Returning to school: 7 tips to help secondary students cope


Next week, secondary school students in Scotland will return to school, with those in Northern Ireland, England and Wales following soon after. But this will not be school as they know it.


After months of lockdown, suddenly pupils will be dealing with new school rules, routines, classrooms, classmates, teachers and, in some cases, even new schools.


For many, these changes will inevitably create anxiety, especially given the ongoing threat of COVID-19 and new school social distancing and hygiene measures. More so again if they, or another family member, has been shielding until recently.


To make their transition easier, here are seven things to consider if your child is returning – or preparing to return – to the classroom.


1. Talk to them about how they feel

It is important to encourage your child to discuss their feelings about returning to school. This may require a difficult conversation about the pandemic, especially in light of the debate around the safety of schools reopening and fears of further lockdowns.


If they feel anxious or worried, help them understand this is perfectly normal, and that you and their teachers are there to support them. Although difficult, try not to share with them any anxiety you may have.

Also bear in mind your child may be returning to a pre-existing issue from before lockdown – for example, a bullying or relationship issue.

Equally, they may be anxious about coping with school work after such a long time out of the classroom. Reassure them that teachers understand the difficulties and they can expect plenty of revision and support, particularly in the first few weeks.


2. Make sure they understand the rules

Your school will have been in touch to explain the various new procedures in place – such as year group ‘bubbles’ and hand-washing routines. If you haven’t received this information, or are unsure what the rules are, you should contact the school office.


It will help if your child knows what to expect and can prepare themselves for some big changes to the school day. They potentially need to adjust to the idea of a different timetable, restricted movements and the loss of certain activities. This can be unsettling for children who often find familiar routines reassuring.


You should remind them of the importance of following the social distancing and hygiene rules and, importantly, why they are in place.


3. Pack right, pack light

Your school will have been in touch to let you know what your child should and (more likely) shouldn’t bring in – such as stationery, bags, PE kits, water bottles and lunch.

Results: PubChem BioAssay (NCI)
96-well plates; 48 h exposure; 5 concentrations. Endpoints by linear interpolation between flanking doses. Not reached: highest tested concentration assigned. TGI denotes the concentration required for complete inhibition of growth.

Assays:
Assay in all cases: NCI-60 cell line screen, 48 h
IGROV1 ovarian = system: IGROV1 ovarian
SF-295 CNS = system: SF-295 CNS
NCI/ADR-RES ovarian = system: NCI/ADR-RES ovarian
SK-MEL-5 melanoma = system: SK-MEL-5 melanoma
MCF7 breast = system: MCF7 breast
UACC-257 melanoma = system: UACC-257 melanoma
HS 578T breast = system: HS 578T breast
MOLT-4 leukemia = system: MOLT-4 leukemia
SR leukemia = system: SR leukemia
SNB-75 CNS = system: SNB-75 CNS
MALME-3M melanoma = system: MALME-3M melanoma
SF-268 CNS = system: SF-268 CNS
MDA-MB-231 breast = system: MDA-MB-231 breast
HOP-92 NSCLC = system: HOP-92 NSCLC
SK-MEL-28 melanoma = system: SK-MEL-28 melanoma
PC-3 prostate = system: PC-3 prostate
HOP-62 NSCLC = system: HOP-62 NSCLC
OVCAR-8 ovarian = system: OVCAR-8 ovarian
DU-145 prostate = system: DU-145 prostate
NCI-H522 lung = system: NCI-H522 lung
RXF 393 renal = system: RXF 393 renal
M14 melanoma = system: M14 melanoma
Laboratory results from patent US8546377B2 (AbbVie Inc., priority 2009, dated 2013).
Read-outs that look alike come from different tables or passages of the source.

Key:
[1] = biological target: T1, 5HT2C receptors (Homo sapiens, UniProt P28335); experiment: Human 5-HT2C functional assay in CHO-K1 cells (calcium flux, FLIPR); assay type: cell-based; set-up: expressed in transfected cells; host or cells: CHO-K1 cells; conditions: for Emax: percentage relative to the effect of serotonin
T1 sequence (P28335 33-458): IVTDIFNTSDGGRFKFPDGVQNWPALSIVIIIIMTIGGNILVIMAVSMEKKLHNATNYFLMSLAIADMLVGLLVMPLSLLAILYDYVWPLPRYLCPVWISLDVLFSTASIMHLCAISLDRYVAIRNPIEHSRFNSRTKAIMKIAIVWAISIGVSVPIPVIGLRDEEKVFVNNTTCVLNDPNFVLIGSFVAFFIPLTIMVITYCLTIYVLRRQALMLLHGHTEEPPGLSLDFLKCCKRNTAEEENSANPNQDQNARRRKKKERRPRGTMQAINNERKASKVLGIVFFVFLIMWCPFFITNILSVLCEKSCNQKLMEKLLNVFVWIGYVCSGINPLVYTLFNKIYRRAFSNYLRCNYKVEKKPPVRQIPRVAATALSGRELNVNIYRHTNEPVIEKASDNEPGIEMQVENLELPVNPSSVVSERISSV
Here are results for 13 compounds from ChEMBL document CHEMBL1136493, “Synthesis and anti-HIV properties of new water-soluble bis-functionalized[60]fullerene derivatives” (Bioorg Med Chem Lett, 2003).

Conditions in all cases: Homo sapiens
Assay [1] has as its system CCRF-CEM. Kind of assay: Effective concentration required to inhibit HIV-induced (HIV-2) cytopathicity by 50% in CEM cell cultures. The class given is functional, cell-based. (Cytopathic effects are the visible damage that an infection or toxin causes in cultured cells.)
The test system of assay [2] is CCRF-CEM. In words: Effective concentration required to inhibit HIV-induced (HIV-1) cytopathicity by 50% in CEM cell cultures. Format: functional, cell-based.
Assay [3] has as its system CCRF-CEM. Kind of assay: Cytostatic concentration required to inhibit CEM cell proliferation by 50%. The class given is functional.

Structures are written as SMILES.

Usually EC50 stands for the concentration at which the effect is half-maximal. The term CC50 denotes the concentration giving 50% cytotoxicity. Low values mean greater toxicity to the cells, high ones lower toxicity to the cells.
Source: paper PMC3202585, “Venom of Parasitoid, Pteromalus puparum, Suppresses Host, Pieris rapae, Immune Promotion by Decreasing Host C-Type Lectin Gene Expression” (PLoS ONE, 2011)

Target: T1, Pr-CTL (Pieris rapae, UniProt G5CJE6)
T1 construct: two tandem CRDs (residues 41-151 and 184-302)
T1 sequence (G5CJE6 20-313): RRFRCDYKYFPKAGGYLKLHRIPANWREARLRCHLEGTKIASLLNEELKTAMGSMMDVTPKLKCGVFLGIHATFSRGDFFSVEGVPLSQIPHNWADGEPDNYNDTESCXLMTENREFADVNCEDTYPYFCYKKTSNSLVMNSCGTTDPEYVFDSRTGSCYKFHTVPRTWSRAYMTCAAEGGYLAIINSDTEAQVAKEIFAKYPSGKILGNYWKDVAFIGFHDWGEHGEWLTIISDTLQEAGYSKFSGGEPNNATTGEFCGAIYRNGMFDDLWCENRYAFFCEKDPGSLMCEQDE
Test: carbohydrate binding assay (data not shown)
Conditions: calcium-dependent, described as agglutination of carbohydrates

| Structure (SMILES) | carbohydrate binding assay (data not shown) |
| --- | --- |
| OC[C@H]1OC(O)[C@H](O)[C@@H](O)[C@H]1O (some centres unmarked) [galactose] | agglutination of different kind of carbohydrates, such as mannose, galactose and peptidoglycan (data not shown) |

Make sure they know what to pack and any new rules around sharing equipment or using water fountains, for example. Although neither students nor staff are recommended to attend school in PPE (ie, facemasks), they will need to wear a mask on the way to school if they travel by public or school transport. Check they understand the guidelines for handling it once in school.


4. And make sure you know the rules too

If you drive them to school, you’ll need to know where and when to drop them off and pick them up, as well as what parts of the school you can access.


Keep an eye out for newsletters and updates from school so you can respond quickly to any changes or developments. Try to avoid speculating about possible coronavirus infections in the school and the chance of a shutdown. But make sure your child understands the guidelines about symptoms and testing.


5. Be prepared for changes in behaviour

Given the length of the lockdown and the many changes to their school day, children of all ages are likely to find this a stressful period. There will inevitably be a period of adjustment.


A school day is long and demanding in terms of focus and behaviour. Studying and following rules are habits that will need to be relearnt.


It is a good idea to keep this in mind and allow for some negative emotions or general grumpiness when they get home.


Your instinct may be to ask about their day, but they may need to simply unwind.


6. But stay informed

Try not to worry if in the early weeks there are unusual issues surrounding friendships, behaviour or school work. But stay informed about how they are getting on – and, if you are concerned, contact the school office about speaking to the class teacher.


7. And get some rest...

Your family may have been getting used to some rather unusual hours during lockdown and that may have extended into the summer holidays.


Make sure they get into a routine before the start of term. A good night’s rest will help them cope with the return to school and the new routines they will be adapting to.


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